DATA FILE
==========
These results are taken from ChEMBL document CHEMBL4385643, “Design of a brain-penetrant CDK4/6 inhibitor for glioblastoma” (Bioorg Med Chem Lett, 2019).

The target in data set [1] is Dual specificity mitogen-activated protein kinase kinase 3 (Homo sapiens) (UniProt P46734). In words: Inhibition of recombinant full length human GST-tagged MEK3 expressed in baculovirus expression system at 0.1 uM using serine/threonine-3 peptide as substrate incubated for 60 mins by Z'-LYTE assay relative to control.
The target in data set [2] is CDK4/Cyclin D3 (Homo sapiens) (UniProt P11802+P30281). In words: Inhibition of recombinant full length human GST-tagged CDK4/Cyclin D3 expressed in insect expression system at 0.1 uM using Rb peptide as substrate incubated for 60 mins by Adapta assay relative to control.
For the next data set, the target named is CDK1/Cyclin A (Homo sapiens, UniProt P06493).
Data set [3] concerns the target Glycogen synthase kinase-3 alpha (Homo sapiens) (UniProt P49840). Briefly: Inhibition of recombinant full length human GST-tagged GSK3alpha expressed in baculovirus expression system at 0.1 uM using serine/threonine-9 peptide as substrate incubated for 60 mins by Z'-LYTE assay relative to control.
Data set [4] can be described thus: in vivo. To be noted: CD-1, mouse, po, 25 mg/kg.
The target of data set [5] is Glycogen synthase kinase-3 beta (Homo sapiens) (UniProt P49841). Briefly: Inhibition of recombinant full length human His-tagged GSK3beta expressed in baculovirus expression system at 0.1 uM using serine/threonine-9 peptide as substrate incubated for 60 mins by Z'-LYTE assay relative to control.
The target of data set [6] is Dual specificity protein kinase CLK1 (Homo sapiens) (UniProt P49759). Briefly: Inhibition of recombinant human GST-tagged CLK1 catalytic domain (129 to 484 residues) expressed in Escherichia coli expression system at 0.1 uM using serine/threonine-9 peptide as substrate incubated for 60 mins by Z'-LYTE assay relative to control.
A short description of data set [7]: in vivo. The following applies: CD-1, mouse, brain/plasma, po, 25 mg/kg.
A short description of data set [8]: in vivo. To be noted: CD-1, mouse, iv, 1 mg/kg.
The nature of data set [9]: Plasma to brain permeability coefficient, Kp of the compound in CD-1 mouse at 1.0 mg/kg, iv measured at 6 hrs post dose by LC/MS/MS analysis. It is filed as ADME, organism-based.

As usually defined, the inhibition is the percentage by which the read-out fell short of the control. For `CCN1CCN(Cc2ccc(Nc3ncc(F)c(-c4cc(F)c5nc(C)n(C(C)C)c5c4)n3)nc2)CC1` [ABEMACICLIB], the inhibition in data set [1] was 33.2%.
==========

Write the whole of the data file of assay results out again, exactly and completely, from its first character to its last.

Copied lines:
These results are taken from ChEMBL document CHEMBL4385643, “Design of a brain-penetrant CDK4/6 inhibitor for glioblastoma” (Bioorg Med Chem Lett, 2019).

The target in data set [1] is Dual specificity mitogen-activated protein kinase kinase 3 (Homo sapiens) (UniProt P46734). In words: Inhibition of recombinant full length human GST-tagged MEK3 expressed in baculovirus expression system at 0.1 uM using serine/threonine-3 peptide as substrate incubated for 60 mins by Z'-LYTE assay relative to control.
The target in data set [2] is CDK4/Cyclin D3 (Homo sapiens) (UniProt P11802+P30281). In words: Inhibition of recombinant full length human GST-tagged CDK4/Cyclin D3 expressed in insect expression system at 0.1 uM using Rb peptide as substrate incubated for 60 mins by Adapta assay relative to control.
For the next data set, the target named is CDK1/Cyclin A (Homo sapiens, UniProt P06493).
Data set [3] concerns the target Glycogen synthase kinase-3 alpha (Homo sapiens) (UniProt P49840). Briefly: Inhibition of recombinant full length human GST-tagged GSK3alpha expressed in baculovirus expression system at 0.1 uM using serine/threonine-9 peptide as substrate incubated for 60 mins by Z'-LYTE assay relative to control.
Data set [4] can be described thus: in vivo. To be noted: CD-1, mouse, po, 25 mg/kg.
The target of data set [5] is Glycogen synthase kinase-3 beta (Homo sapiens) (UniProt P49841). Briefly: Inhibition of recombinant full length human His-tagged GSK3beta expressed in baculovirus expression system at 0.1 uM using serine/threonine-9 peptide as substrate incubated for 60 mins by Z'-LYTE assay relative to control.
The target of data set [6] is Dual specificity protein kinase CLK1 (Homo sapiens) (UniProt P49759). Briefly: Inhibition of recombinant human GST-tagged CLK1 catalytic domain (129 to 484 residues) expressed in Escherichia coli expression system at 0.1 uM using serine/threonine-9 peptide as substrate incubated for 60 mins by Z'-LYTE assay relative to control.
A short description of data set [7]: in vivo. The following applies: CD-1, mouse, brain/plasma, po, 25 mg/kg.
A short description of data set [8]: in vivo. To be noted: CD-1, mouse, iv, 1 mg/kg.
The nature of data set [9]: Plasma to brain permeability coefficient, Kp of the compound in CD-1 mouse at 1.0 mg/kg, iv measured at 6 hrs post dose by LC/MS/MS analysis. It is filed as ADME, organism-based.

As usually defined, the inhibition is the percentage by which the read-out fell short of the control. For `CCN1CCN(Cc2ccc(Nc3ncc(F)c(-c4cc(F)c5nc(C)n(C(C)C)c5c4)n3)nc2)CC1` [ABEMACICLIB], the inhibition in data set [1] was 33.2%.